New Year's Ecommerce Checklist: 5 easy steps to improve your store
The last few weeks of the year are some of the busiest in ecommerce - from Black Friday through to New Year, it’s a whirlwind of sales, promotions, gifts, and fulfillment. January by comparison isn’t nearly as exciting - fewer sales and dealing with returns is enough to bring on the start-of-the-year blues. However, it’s actually in itself a great opportunity; this relatively quiet period is the ideal time to start setting your store up for success in the new year.
Using the time you have in January to go through some vital tasks will give your store the much needed headstart it needs to ensure success through the following months.
#1 - Analyze your store holiday data
The holidays are great not just for increased sales, but for all the valuable data you’ll also get from those orders. Your store data is one of the most vital components of a great ecommerce strategy, as it will indicate where your store was successful, and where it perhaps underperformed.
Here are some key areas to consider:
Overall sales performance - Compare your sales performance from previous years to see how and where your business grew. Did you sell more gift cards in the run up to Christmas? Were your BFCM promotions different from the previous year?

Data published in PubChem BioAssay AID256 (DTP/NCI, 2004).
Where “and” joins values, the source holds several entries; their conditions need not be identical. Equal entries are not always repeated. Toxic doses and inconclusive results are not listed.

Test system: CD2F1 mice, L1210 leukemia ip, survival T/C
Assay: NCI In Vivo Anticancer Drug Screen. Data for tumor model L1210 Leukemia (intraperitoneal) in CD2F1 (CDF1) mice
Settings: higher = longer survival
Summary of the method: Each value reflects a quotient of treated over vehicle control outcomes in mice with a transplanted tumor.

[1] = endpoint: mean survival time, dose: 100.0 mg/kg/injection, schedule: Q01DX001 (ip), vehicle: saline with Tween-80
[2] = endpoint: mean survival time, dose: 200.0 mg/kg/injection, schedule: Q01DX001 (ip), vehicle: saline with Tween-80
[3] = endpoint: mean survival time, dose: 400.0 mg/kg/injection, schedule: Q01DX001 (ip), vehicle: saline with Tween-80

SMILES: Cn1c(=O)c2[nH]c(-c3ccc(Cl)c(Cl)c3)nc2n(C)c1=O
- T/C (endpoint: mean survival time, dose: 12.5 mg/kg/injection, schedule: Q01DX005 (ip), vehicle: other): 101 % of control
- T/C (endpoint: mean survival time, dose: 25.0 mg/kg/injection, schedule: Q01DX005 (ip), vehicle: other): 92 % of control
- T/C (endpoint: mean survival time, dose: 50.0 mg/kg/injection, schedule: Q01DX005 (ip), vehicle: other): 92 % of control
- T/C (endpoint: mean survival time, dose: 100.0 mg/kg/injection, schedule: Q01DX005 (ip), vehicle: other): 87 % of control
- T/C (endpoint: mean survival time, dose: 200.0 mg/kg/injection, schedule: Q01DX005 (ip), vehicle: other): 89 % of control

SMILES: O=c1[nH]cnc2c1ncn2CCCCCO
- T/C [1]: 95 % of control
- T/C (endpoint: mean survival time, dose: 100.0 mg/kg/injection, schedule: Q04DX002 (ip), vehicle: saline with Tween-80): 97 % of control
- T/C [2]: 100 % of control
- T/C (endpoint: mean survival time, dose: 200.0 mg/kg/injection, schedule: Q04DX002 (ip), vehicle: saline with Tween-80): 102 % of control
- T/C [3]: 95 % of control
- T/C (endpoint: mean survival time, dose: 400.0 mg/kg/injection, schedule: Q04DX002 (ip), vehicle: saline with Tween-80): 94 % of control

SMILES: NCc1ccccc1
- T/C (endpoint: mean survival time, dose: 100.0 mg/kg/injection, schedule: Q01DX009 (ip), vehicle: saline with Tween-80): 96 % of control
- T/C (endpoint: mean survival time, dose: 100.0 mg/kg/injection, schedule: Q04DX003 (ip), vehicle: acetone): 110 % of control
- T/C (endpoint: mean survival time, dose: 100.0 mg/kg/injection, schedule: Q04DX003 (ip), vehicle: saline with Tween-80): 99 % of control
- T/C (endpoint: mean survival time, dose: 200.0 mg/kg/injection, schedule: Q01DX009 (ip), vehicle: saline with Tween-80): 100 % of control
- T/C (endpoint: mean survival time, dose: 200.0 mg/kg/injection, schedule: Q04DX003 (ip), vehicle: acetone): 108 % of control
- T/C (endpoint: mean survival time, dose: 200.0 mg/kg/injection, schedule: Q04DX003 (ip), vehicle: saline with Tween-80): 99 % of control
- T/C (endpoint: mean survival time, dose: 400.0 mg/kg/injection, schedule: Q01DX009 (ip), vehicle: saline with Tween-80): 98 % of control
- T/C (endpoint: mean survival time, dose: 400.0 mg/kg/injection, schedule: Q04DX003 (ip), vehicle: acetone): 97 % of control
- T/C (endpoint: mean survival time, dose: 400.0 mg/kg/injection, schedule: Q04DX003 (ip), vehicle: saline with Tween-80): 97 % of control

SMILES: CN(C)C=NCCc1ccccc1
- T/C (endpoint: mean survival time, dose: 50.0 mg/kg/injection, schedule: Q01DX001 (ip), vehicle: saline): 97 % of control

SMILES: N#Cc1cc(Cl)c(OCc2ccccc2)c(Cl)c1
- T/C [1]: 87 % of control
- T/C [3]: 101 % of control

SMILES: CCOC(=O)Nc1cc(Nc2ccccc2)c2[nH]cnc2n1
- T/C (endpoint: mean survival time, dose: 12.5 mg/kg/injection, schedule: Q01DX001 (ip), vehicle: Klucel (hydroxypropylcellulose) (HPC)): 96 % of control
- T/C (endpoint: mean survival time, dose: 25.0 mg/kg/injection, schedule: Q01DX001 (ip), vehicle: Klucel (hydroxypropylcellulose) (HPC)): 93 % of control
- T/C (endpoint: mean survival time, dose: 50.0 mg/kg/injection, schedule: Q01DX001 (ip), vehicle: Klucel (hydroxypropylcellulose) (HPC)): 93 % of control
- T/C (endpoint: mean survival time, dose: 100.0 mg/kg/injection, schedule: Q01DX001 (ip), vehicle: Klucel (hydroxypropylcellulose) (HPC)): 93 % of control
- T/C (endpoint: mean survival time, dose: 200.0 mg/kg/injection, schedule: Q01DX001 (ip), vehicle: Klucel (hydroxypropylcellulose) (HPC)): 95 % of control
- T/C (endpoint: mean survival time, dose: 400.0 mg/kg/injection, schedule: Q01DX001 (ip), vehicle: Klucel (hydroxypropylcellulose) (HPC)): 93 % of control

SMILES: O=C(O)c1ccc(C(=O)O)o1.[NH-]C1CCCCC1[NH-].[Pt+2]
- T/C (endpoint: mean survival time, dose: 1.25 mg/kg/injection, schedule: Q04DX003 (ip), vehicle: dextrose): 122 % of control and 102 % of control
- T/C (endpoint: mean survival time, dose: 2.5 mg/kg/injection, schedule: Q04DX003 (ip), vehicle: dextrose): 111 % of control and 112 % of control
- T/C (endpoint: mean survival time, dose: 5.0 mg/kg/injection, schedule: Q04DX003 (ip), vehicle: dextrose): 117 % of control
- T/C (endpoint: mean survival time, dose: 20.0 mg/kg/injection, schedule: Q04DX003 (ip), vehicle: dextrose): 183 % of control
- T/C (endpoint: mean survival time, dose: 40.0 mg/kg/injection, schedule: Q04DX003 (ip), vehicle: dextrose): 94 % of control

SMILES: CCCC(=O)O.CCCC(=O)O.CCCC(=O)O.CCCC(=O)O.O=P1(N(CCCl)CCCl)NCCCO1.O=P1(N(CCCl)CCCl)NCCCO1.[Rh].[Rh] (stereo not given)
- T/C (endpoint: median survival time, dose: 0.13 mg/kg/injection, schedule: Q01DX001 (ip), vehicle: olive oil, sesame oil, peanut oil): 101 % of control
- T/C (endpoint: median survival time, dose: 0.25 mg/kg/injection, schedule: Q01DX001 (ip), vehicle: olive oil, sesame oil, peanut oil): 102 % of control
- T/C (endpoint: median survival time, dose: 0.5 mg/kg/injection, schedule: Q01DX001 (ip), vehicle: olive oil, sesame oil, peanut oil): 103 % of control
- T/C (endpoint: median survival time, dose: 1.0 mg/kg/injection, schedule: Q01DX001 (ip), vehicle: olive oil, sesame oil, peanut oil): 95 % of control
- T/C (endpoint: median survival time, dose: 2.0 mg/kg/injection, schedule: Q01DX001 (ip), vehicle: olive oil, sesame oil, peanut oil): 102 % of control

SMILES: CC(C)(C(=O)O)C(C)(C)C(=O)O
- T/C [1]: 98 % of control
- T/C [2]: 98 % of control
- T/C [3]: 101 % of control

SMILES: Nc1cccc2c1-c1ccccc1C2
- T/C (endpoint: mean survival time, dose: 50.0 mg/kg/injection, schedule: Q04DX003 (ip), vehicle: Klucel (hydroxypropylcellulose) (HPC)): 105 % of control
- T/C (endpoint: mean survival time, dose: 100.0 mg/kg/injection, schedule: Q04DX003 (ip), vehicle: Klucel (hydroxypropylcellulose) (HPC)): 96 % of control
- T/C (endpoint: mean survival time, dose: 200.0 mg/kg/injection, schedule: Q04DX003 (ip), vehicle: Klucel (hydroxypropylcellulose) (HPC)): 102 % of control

Individual product performance - You’ll know from store data ahead of the holidays which were your top performing products, and which typically sell less at this time of year. Look at your individual products to highlight those which performed well, those that didn’t. Identify potential reasons for this such as better catalog placement, more marketing attention, better product information etc.
Affecting factors - There are always issues whether that’s inventory, fulfillment, or site performance during the holidays. Assess how much of an impact these may have had on sales, individual products, or customer experience.
Abandoned carts - Understanding your abandoned carts over the holiday period is important, as it shows you how many customers were ready to purchase and for whatever reason, decided against it. Look for any patterns with these, such as specific products, cart value, customer region etc. as it may indicate a deeper issue.